The Washington PostDemocracy Dies in Darkness

Sorry, it turns out Ruth Bader Ginsburg is not your liberal cartoon superhero after all

Supreme Court Justice Ruth Bader Ginsburg takes part in a conference in Saratoga Springs, N.Y. in 2016. (Mike Groll/AP)

Ruth Bader Ginsburg is known for speaking her mind. It’s the very quality that has made her something of a living icon lately — especially for young liberals who count themselves as superfans.

But the Supreme Court justice’s dismissive comments about Colin Kaepernick and the other athletes who are dropping to their knees during the national anthem — their silent protest against racial bias and police brutality in America — has left much of her devout following reeling.

Is this the end of their long-time love affair with “Notorious RBG”? Or are fans just realizing they’ve maybe been projecting a little too much of their own worldview on a fiercely independent jurist?

For many of her fans, it seems incomprehensible that the same woman who has penned such staunchly liberal and quotably eloquent decisions advocating for the rights of women, minorities, gays and transgender people would go against the grain of their own thinking on the national anthem protest.

In an interview for Yahoo, Katie Couric asked the 83-year-old jurist what she thought about the athletes choosing to kneel. Ginsburg’s answer was blunt: “I think it’s dumb and disrespectful.” She emphasized that of course such actions should be protected by law — as they are — but added that she didn’t agree with the protesters themselves.

“If they want to be stupid, there’s no law that should be preventive,” Ginsburg said. “What I would do is strongly take issue with the point of view that they are expressing when they do that.”

Ruth Bader Ginsburg calls national anthem protests ‘dumb and disrespectful’

For liberal fans, who tend to support Kaepernick’s protest as well as the Black Lives Matter movement, these were jarring words. Some promptly declared the end of Ginsburg’s reign as the “Notorious RBG” — the affectionate nickname (a riff on the late rapper Biggie Smalls, aka The Notorious B.I.G.).

The “Notorious RBG” meme was always a bit cartoonish; it first took off in 2014 after Ginsburg read aloud a fiercely-worded, 35-page dissent to the court’s Hobby Lobby ruling, which affirmed that owners of for-profit businesses don’t have to offer birth control coverage if it violates their religious beliefs. The meme quickly went viral; soon, “Notorious RBG” was on t-shirts and adult coloring books, emblazoned on smartphone cases and bookbags, and the concept behind a best-selling tribute book.

So the backlash hit pretty hard. The dream was over, many Twitter users declared — there would be no more cartoon gifs, no more ‘RBG’ swag, no more viral photos of adorable infants dressed as ‘Ruth Baby Ginsburg’ for Halloween, no more prancing cartoon RBGs shooting righteous rainbows from her fingertips.

But even as Ginsburg’s dismayed fans expressed their surprise, others pointed out that they probably shouldn’t have been so shocked. Her close personal friendship with the late Supreme Court Justice Antonin Scalia was a likely indication that she isn’t a strident liberal ideologue. And her record on the Supreme Court is more nuanced than some might realize, particularly when it comes to issues of concern to the Black Lives Matter movement. In recent Supreme Court cases like Utah v. Strieff, which focused on unlawful searches and seizures, and Mullenix v Luna, concerning a fatal police shooting, it was Justice Sonia Sotomayor alone who wrote passionately about the disproportionate impact of police abuse on minorities; Ginsburg did not join in those particular sections of Sotomayor’s dissenting opinions.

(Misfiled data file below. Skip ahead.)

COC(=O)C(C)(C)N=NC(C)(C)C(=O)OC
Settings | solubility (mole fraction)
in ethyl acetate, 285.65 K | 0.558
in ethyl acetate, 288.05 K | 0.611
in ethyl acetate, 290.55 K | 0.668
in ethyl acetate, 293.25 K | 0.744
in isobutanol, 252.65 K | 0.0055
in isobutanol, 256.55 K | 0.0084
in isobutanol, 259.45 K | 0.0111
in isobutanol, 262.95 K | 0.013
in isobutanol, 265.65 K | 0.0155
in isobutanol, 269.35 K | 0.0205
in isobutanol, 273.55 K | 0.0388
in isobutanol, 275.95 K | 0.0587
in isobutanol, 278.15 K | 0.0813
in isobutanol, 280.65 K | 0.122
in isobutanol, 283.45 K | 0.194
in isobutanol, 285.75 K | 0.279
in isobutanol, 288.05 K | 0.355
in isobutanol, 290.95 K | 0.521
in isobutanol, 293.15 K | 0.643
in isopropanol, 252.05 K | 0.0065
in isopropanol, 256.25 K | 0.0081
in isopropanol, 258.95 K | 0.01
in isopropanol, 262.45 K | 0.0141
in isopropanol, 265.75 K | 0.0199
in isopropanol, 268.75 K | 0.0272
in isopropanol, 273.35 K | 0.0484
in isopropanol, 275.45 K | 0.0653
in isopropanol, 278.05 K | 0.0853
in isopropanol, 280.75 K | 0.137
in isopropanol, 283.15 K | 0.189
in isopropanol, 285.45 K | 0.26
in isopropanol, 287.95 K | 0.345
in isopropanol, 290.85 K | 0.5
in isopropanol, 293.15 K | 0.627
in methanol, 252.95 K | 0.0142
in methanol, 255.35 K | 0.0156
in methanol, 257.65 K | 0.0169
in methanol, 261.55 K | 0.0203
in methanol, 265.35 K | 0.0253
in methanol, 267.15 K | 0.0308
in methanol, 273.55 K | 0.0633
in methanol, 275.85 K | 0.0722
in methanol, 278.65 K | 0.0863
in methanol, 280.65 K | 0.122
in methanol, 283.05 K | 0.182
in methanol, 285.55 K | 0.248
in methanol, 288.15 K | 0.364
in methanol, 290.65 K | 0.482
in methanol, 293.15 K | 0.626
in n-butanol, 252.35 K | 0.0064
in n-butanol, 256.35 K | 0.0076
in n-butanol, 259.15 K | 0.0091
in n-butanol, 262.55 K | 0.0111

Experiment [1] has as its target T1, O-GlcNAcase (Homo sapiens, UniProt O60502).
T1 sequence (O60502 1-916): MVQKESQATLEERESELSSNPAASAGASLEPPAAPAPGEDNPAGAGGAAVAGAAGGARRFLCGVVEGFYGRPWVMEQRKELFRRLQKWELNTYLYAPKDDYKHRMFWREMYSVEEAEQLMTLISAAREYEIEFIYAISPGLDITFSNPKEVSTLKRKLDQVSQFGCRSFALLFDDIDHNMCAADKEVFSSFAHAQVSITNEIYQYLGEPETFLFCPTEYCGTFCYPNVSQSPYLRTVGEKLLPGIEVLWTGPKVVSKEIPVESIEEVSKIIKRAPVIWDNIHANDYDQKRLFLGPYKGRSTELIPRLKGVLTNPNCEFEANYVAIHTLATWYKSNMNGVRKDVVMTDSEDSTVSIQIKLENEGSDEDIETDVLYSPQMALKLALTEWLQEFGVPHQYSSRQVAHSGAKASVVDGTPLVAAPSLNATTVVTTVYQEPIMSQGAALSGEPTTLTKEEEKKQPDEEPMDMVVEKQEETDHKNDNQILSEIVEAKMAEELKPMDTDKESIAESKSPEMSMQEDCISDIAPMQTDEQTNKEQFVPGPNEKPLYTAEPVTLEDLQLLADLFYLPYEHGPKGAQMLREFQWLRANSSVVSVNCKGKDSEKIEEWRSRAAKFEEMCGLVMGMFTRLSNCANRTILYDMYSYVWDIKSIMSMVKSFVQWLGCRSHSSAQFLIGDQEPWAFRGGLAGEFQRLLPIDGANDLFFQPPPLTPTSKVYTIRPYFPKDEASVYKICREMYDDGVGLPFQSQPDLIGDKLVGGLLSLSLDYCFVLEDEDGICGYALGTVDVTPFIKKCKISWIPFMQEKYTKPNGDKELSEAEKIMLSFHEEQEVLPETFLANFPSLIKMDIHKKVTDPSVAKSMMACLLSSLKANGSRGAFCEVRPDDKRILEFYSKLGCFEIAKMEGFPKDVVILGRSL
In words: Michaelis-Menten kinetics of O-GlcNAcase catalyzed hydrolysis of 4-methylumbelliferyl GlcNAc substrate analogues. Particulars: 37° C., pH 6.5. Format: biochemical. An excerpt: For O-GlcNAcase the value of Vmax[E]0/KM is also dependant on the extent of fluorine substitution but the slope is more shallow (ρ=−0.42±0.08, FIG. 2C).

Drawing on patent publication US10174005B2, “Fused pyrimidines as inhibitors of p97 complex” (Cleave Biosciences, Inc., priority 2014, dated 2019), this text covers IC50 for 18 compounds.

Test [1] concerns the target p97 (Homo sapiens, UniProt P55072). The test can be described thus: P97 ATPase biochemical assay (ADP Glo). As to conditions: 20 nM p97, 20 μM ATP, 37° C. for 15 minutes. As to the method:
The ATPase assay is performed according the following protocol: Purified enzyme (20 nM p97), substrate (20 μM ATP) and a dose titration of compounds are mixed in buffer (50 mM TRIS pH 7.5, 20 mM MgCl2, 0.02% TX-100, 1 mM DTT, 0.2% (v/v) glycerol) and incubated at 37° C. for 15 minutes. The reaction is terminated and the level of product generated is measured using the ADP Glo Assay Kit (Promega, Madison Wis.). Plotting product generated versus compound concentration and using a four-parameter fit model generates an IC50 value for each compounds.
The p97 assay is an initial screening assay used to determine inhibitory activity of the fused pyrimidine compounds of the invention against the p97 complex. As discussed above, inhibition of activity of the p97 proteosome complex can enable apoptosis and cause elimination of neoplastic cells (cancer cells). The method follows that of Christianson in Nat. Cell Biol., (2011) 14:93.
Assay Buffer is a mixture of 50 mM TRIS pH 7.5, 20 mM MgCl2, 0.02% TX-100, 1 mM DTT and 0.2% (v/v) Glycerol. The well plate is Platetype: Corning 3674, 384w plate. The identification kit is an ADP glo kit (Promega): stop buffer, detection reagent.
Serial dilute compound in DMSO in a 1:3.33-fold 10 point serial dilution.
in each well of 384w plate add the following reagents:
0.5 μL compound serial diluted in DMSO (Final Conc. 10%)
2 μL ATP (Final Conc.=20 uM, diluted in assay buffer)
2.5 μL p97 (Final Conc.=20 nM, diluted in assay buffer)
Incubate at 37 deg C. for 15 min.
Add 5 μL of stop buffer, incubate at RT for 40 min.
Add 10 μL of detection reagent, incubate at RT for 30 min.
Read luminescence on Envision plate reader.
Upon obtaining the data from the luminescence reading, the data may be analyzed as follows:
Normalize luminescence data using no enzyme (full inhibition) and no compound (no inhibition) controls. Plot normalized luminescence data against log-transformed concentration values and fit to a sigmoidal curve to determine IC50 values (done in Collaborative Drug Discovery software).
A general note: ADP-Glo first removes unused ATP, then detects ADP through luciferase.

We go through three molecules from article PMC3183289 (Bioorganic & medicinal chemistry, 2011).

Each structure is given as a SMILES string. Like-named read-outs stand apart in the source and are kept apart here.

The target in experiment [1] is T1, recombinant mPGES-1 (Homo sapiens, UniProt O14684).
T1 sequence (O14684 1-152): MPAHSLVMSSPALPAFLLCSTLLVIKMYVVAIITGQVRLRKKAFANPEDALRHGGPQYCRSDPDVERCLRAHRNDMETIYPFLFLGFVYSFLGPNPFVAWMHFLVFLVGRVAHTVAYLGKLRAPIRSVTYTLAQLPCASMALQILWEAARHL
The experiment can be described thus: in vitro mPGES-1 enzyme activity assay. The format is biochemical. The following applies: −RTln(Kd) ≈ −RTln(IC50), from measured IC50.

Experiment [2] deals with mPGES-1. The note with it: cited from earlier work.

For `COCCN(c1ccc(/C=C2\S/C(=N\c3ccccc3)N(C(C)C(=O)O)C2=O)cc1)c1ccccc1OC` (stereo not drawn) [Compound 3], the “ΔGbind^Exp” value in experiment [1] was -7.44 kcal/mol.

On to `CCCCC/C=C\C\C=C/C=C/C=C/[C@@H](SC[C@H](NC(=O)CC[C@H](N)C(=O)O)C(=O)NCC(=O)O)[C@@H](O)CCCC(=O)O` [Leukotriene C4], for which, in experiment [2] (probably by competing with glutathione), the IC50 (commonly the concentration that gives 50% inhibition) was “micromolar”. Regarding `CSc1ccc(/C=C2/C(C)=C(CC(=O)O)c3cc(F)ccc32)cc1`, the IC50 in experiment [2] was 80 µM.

In her passionate dissent on race and police misconduct, Sonia Sotomayor spoke for plenty of Americans

Some critics charged that Ginsburg’s thoughts on Kaepernick epitomized “white feminism” — a failure to recognize or champion causes that affect women of color and other marginalized groups, they said.

“I wish I could dismiss Ginsburg’s comments as a one-off,” Jessica Mason Pieklo wrote in Rewire. “But I think they reflect a truth progressive white feminists need to deal with: Far too often, race isn’t centered in our political and cultural analysis, even if we believe it to be.”

But even if her opinions on Kaepernick veered from their own orthodoxy, others argued, it shouldn’t diminish her legacy as a whole.

“Justice Ginsburg’s opinion may stray from the progressive mainstream in this particular case, but perhaps that’s because she’s a thinking person with a complex set of liberal values,” Lizzie Crocker wrote in the Daily Beast. “To demonize her unpopular opinion on Colin Kaepernick is to contradict the very values, like tolerance, that progressive liberals claim to support.”

The ‘Notorious RBG’ was never more than a caricature, a glorified distillation of a complicated public figure. Now, Ginsburg’s fans have been forced to refocus on the three-dimensional version of her, the one who exists beyond pithy quips printed on a coffee cup. The one with whom they won’t always agree.

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